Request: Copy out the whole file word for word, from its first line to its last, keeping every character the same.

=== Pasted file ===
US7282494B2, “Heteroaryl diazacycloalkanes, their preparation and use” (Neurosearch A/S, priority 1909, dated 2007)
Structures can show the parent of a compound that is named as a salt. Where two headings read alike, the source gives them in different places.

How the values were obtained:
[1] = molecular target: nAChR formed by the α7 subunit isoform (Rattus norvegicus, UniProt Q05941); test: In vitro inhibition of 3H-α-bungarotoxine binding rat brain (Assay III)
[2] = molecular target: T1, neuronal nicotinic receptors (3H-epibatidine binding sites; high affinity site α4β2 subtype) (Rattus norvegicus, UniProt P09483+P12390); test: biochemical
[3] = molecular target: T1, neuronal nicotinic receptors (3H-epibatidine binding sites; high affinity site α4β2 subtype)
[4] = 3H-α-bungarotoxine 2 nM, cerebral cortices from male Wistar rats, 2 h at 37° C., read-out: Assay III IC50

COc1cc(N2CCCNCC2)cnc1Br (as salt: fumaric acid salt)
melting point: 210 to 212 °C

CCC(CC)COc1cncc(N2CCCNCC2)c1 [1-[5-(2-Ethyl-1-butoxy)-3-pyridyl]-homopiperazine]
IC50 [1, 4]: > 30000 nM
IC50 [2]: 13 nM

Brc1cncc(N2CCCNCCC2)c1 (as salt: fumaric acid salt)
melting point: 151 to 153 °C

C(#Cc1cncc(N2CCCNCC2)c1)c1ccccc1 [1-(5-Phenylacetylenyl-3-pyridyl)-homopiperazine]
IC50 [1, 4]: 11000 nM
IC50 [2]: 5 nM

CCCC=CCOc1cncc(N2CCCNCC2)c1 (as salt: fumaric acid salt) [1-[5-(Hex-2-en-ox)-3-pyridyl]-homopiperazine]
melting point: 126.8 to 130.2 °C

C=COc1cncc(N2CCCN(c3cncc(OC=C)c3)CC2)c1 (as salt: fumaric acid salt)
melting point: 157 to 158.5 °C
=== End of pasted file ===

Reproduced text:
US7282494B2, “Heteroaryl diazacycloalkanes, their preparation and use” (Neurosearch A/S, priority 1909, dated 2007)
Structures can show the parent of a compound that is named as a salt. Where two headings read alike, the source gives them in different places.

How the values were obtained:
[1] = molecular target: nAChR formed by the α7 subunit isoform (Rattus norvegicus, UniProt Q05941); test: In vitro inhibition of 3H-α-bungarotoxine binding rat brain (Assay III)
[2] = molecular target: T1, neuronal nicotinic receptors (3H-epibatidine binding sites; high affinity site α4β2 subtype) (Rattus norvegicus, UniProt P09483+P12390); test: biochemical
[3] = molecular target: T1, neuronal nicotinic receptors (3H-epibatidine binding sites; high affinity site α4β2 subtype)
[4] = 3H-α-bungarotoxine 2 nM, cerebral cortices from male Wistar rats, 2 h at 37° C., read-out: Assay III IC50

COc1cc(N2CCCNCC2)cnc1Br (as salt: fumaric acid salt)
melting point: 210 to 212 °C

CCC(CC)COc1cncc(N2CCCNCC2)c1 [1-[5-(2-Ethyl-1-butoxy)-3-pyridyl]-homopiperazine]
IC50 [1, 4]: > 30000 nM
IC50 [2]: 13 nM

Brc1cncc(N2CCCNCCC2)c1 (as salt: fumaric acid salt)
melting point: 151 to 153 °C

C(#Cc1cncc(N2CCCNCC2)c1)c1ccccc1 [1-(5-Phenylacetylenyl-3-pyridyl)-homopiperazine]
IC50 [1, 4]: 11000 nM
IC50 [2]: 5 nM

CCCC=CCOc1cncc(N2CCCNCC2)c1 (as salt: fumaric acid salt) [1-[5-(Hex-2-en-ox)-3-pyridyl]-homopiperazine]
melting point: 126.8 to 130.2 °C

C=COc1cncc(N2CCCN(c3cncc(OC=C)c3)CC2)c1 (as salt: fumaric acid salt)
melting point: 157 to 158.5 °C